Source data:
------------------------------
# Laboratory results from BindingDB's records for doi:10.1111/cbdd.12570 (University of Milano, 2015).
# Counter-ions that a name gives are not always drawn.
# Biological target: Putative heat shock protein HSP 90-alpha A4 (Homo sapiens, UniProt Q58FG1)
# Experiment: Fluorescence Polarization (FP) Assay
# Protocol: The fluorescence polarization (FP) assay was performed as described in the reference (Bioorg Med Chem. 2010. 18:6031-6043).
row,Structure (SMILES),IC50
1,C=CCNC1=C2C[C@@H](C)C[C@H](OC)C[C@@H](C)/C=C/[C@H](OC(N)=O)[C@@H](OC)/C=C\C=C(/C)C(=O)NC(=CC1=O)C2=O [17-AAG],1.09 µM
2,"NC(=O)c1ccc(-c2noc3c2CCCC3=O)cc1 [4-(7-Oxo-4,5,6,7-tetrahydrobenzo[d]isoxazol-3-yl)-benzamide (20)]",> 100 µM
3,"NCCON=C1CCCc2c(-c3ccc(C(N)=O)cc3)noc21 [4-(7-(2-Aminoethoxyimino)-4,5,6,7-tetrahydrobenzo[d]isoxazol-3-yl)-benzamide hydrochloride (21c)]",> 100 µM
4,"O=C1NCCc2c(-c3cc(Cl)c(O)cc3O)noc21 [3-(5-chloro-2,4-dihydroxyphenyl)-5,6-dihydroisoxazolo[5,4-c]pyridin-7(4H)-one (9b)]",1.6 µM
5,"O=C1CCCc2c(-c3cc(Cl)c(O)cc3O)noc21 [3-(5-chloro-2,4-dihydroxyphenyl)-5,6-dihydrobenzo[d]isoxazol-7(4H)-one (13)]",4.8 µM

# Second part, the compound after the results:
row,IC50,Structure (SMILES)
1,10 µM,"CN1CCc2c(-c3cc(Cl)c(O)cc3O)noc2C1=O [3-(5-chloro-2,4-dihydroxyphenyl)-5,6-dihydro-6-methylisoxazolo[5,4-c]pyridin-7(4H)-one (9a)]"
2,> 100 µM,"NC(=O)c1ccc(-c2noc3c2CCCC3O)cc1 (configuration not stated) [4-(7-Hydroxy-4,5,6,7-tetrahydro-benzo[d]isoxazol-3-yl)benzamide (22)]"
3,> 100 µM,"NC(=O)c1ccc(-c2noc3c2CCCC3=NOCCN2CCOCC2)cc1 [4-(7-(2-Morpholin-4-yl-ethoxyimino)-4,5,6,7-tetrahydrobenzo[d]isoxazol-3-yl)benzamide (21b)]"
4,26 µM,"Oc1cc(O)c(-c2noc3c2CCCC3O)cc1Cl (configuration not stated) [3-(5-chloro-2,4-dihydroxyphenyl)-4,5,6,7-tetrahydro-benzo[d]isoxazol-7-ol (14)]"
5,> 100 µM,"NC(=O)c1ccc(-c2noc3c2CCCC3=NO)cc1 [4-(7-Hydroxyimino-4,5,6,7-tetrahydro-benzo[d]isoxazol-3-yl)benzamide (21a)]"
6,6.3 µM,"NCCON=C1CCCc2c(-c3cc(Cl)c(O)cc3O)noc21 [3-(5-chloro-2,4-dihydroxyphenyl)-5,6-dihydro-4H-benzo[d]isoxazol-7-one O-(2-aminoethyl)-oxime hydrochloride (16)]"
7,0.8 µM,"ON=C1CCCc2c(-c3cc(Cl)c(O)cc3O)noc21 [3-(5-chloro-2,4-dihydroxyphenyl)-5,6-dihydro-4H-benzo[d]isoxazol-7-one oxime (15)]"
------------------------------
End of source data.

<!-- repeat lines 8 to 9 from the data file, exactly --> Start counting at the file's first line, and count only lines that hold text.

2,"NC(=O)c1ccc(-c2noc3c2CCCC3=O)cc1 [4-(7-Oxo-4,5,6,7-tetrahydrobenzo[d]isoxazol-3-yl)-benzamide (20)]",> 100 µM
3,"NCCON=C1CCCc2c(-c3ccc(C(N)=O)cc3)noc21 [4-(7-(2-Aminoethoxyimino)-4,5,6,7-tetrahydrobenzo[d]isoxazol-3-yl)-benzamide hydrochloride (21c)]",> 100 µM